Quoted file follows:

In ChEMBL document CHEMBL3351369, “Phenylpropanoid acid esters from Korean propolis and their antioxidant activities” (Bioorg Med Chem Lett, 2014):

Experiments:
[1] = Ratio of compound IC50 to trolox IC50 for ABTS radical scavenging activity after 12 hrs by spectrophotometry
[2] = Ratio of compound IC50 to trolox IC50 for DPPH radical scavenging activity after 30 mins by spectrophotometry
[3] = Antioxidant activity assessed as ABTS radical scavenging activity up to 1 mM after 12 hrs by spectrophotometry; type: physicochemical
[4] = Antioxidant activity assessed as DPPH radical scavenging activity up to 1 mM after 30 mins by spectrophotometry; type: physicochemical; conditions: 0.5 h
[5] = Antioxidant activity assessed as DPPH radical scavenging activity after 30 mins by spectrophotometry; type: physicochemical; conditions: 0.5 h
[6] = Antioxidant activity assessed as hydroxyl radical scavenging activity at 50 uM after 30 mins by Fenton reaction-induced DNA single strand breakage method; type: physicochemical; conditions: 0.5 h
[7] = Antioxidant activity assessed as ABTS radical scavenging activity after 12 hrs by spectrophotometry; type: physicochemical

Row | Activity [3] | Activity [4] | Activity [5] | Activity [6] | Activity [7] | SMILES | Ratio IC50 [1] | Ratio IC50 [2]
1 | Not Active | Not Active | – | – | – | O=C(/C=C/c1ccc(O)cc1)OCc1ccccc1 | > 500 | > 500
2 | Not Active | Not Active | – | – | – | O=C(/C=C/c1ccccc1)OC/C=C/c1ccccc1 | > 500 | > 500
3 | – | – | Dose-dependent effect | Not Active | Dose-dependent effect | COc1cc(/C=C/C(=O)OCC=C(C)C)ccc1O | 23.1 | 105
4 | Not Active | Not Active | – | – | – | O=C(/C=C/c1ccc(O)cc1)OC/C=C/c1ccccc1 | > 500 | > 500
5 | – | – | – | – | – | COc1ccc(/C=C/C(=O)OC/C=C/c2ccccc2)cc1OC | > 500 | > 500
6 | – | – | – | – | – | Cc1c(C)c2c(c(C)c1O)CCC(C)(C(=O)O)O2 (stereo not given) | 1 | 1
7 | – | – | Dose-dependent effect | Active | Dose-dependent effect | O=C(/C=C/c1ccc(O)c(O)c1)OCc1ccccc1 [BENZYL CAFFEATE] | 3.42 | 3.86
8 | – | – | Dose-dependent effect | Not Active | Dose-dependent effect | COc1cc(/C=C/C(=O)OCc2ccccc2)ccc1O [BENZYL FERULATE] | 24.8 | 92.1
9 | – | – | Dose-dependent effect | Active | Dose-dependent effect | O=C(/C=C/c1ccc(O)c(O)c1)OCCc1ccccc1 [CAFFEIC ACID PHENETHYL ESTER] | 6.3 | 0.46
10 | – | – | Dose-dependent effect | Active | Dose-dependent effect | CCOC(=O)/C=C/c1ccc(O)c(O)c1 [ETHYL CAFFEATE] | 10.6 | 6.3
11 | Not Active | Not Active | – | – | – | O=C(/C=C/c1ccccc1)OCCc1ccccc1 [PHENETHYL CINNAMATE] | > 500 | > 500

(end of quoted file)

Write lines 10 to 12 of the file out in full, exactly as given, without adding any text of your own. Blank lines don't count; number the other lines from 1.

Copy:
Row | Activity [3] | Activity [4] | Activity [5] | Activity [6] | Activity [7] | SMILES | Ratio IC50 [1] | Ratio IC50 [2]
1 | Not Active | Not Active | – | – | – | O=C(/C=C/c1ccc(O)cc1)OCc1ccccc1 | > 500 | > 500
2 | Not Active | Not Active | – | – | – | O=C(/C=C/c1ccccc1)OC/C=C/c1ccccc1 | > 500 | > 500